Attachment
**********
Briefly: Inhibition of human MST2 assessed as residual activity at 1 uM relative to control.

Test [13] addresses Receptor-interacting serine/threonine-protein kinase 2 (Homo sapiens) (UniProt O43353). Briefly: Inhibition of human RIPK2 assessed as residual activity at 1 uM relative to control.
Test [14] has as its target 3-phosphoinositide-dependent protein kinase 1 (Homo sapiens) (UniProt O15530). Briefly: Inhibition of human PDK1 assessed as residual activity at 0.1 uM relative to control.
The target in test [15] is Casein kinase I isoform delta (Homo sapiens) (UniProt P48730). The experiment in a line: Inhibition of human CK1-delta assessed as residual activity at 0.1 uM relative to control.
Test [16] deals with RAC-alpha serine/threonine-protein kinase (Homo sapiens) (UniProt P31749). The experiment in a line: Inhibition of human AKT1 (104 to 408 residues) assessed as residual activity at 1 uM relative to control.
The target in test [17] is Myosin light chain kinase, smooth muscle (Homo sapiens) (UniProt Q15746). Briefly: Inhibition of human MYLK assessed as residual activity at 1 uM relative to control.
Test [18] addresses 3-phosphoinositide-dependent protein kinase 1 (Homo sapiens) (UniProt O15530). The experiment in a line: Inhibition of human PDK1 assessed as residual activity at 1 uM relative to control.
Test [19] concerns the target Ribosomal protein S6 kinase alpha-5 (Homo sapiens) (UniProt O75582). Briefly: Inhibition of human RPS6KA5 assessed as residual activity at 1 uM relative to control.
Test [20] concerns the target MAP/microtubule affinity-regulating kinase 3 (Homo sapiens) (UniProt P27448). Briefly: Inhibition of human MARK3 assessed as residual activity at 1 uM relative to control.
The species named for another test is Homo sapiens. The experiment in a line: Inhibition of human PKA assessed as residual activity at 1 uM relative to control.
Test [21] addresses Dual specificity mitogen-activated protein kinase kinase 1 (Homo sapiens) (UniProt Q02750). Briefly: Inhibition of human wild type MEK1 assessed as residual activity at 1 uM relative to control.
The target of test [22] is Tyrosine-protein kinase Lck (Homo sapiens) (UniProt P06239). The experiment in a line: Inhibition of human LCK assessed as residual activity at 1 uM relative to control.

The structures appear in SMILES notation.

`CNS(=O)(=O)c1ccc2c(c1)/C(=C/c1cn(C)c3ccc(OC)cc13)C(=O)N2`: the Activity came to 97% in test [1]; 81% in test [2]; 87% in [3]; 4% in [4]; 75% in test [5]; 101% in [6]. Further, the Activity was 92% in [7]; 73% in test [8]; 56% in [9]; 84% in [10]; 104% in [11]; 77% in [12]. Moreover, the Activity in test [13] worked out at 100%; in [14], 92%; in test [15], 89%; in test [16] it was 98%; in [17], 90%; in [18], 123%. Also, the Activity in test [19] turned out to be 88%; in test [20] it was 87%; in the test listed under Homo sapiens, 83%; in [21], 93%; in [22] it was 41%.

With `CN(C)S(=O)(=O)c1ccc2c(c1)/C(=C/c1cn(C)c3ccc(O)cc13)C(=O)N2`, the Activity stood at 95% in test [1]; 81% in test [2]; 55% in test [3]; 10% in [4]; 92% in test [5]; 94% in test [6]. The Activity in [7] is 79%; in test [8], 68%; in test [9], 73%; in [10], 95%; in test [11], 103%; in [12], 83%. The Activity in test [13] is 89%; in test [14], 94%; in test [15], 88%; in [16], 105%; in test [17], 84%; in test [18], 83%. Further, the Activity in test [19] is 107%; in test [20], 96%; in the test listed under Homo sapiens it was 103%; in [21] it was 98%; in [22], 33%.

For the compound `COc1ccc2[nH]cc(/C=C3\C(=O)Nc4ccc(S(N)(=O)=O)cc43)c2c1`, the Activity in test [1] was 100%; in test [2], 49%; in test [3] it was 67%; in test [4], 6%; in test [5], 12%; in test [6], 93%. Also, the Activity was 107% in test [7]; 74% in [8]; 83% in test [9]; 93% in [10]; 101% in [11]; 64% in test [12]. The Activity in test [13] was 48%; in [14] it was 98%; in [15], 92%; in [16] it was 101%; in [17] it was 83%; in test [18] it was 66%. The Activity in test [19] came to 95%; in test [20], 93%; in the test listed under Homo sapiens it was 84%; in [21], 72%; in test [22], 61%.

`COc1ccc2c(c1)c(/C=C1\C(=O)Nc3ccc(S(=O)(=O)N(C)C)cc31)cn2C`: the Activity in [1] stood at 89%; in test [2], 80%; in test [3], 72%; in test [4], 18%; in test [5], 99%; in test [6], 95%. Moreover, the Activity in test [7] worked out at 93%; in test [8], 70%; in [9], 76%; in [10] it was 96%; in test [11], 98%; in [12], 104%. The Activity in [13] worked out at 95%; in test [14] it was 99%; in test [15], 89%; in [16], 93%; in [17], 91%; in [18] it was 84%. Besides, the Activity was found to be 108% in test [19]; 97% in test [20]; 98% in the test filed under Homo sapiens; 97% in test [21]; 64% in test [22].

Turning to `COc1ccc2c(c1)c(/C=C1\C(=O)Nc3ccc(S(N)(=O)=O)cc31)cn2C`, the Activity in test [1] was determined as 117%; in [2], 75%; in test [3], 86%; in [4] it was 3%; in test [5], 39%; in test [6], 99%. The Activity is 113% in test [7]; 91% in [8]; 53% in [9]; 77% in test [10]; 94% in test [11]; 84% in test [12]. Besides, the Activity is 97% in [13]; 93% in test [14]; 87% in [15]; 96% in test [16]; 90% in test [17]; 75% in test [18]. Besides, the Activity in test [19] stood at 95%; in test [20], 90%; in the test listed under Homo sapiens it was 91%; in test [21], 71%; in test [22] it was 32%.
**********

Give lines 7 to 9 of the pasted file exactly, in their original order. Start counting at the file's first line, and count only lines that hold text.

Test [18] addresses 3-phosphoinositide-dependent protein kinase 1 (Homo sapiens) (UniProt O15530). The experiment in a line: Inhibition of human PDK1 assessed as residual activity at 1 uM relative to control.
Test [19] concerns the target Ribosomal protein S6 kinase alpha-5 (Homo sapiens) (UniProt O75582). Briefly: Inhibition of human RPS6KA5 assessed as residual activity at 1 uM relative to control.
Test [20] concerns the target MAP/microtubule affinity-regulating kinase 3 (Homo sapiens) (UniProt P27448). Briefly: Inhibition of human MARK3 assessed as residual activity at 1 uM relative to control.